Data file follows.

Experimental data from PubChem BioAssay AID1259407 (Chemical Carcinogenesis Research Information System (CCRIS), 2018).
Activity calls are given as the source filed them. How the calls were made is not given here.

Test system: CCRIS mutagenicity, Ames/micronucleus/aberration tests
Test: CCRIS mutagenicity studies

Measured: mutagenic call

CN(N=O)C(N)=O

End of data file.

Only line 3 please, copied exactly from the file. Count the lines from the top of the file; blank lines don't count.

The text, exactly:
Test system: CCRIS mutagenicity, Ames/micronucleus/aberration tests